Solid pattern yolk sac tumor: A morphologic and immunohistochemical study of 52 cases

Chia Sui Kao, Muhammad T. Idrees, Robert H. Young, Thomas M. Ulbright

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55 Scopus citations


Yolk sac tumors may exhibit numerous patterns. One that has received little attention overall, yet is not uncommon, is a solid pattern, which is especially prone to misinterpretation, usually as seminoma, in biopsy specimens from metastatic or mediastinal sites. This distinction is of critical importance as the 2 tumors are treated differently. To determine features useful in the diagnosis of solid yolk sac tumor we reviewed 52 germ cell tumors (28 testicular primaries, 21 metastases from the testis, and 3 mediastinal primaries) that had a yolk sac tumor component with foci of solid growth, defined as a sheet-like arrangement of tumor cells occupying >2 mm2 and with no or only rare microcysts. Solid yolk sac tumor was almost always associated with other patterns, most commonly microcystic/reticular (75%), glandular (35%), and myxoid (25%). The solid foci consisted of sheets of cells with usually abundant cytoplasm that was mostly (85%) pale to clear and frequently had intercellular basement membrane deposits (75%), rare microcysts (67%), significant nuclear pleomorphism (65%), and hyaline globules (65%). In 2 cases (4%), the cells were small with scant cytoplasm (blastema-like variant). A myxoid background (39%), lymphocytic infiltrate (17%), and an appliqué pattern (8%) were sometimes observed. On immunostaining, AE1/AE3 cytokeratin and glypican 3 provided the most intense and diffuse reactivity for solid yolk sac tumor, whereas α-fetoprotein was negative in 38%. CD117 stained 59%, whereas only rare cells in 1 case (3%) were weakly reactive for podoplanin; OCT3/4 was uniformly negative. We conclude that solid yolk sac tumor can generally be recognized by careful morphologic evaluation, especially its association with other yolk sac tumor patterns, the presence of intercellular band-like deposits of basement membrane, occasional microcysts, nuclear pleomorphism, intracellular hyaline globules, and usual absence of lymphocytes. In difficult cases a concise immunohistochemical panel consisting of AE1/AE3, glypican 3, and OCT3/4 distinguishes solid yolk sac tumor from other neoplasms. α-fetoprotein stains are commonly negative or weak and focal in solid yolk sac tumor and cannot be solely relied on for diagnosis. Common CD117 positivity in solid pattern yolk sac tumors makes it an unreliable discriminator between yolk sac tumor and seminoma.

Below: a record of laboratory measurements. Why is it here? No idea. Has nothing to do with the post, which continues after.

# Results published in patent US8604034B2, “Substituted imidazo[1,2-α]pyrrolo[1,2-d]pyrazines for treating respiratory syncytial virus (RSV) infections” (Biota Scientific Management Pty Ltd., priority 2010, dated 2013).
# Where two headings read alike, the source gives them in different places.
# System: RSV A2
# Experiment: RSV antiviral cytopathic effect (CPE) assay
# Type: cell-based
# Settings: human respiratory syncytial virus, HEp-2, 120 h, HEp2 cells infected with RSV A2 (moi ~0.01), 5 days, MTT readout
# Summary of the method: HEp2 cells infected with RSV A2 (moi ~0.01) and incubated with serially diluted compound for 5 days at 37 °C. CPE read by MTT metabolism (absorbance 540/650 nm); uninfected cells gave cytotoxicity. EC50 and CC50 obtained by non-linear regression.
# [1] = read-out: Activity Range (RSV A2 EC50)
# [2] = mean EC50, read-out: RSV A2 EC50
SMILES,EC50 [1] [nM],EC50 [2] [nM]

Original languageEnglish (US)
Pages (from-to)360-367
Number of pages8
JournalAmerican Journal of Surgical Pathology
Issue number3
StatePublished - Mar 1 2012


  • mediastinum
  • solid pattern
  • testis
  • yolk sac tumor

ASJC Scopus subject areas

  • Anatomy
  • Pathology and Forensic Medicine
  • Surgery

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